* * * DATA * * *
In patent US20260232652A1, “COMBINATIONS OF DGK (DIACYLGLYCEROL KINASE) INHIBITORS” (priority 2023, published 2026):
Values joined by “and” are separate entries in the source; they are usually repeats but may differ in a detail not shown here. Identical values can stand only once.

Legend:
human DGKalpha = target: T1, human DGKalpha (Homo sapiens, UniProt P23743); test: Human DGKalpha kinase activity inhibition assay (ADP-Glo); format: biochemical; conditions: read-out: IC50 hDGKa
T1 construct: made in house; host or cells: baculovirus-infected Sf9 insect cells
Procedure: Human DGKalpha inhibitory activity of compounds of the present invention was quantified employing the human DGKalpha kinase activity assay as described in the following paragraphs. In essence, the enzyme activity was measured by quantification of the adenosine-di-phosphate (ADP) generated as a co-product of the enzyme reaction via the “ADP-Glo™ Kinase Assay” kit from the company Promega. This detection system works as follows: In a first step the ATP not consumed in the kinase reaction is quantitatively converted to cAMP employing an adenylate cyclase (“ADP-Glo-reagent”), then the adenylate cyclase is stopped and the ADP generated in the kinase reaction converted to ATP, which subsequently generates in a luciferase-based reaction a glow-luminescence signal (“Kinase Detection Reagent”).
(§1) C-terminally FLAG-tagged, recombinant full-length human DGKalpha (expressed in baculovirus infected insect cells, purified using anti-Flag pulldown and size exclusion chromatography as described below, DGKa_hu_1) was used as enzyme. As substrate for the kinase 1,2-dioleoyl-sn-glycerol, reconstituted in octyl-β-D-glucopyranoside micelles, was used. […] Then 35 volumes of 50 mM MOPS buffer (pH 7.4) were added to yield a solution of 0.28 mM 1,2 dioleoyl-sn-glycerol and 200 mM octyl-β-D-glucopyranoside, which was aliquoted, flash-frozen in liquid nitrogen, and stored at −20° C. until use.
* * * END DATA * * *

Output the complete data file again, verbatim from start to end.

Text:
In patent US20260232652A1, “COMBINATIONS OF DGK (DIACYLGLYCEROL KINASE) INHIBITORS” (priority 2023, published 2026):
Values joined by “and” are separate entries in the source; they are usually repeats but may differ in a detail not shown here. Identical values can stand only once.

Legend:
human DGKalpha = target: T1, human DGKalpha (Homo sapiens, UniProt P23743); test: Human DGKalpha kinase activity inhibition assay (ADP-Glo); format: biochemical; conditions: read-out: IC50 hDGKa
T1 construct: made in house; host or cells: baculovirus-infected Sf9 insect cells
Procedure: Human DGKalpha inhibitory activity of compounds of the present invention was quantified employing the human DGKalpha kinase activity assay as described in the following paragraphs. In essence, the enzyme activity was measured by quantification of the adenosine-di-phosphate (ADP) generated as a co-product of the enzyme reaction via the “ADP-Glo™ Kinase Assay” kit from the company Promega. This detection system works as follows: In a first step the ATP not consumed in the kinase reaction is quantitatively converted to cAMP employing an adenylate cyclase (“ADP-Glo-reagent”), then the adenylate cyclase is stopped and the ADP generated in the kinase reaction converted to ATP, which subsequently generates in a luciferase-based reaction a glow-luminescence signal (“Kinase Detection Reagent”).
(§1) C-terminally FLAG-tagged, recombinant full-length human DGKalpha (expressed in baculovirus infected insect cells, purified using anti-Flag pulldown and size exclusion chromatography as described below, DGKa_hu_1) was used as enzyme. As substrate for the kinase 1,2-dioleoyl-sn-glycerol, reconstituted in octyl-β-D-glucopyranoside micelles, was used. […] Then 35 volumes of 50 mM MOPS buffer (pH 7.4) were added to yield a solution of 0.28 mM 1,2 dioleoyl-sn-glycerol and 200 mM octyl-β-D-glucopyranoside, which was aliquoted, flash-frozen in liquid nitrogen, and stored at −20° C. until use.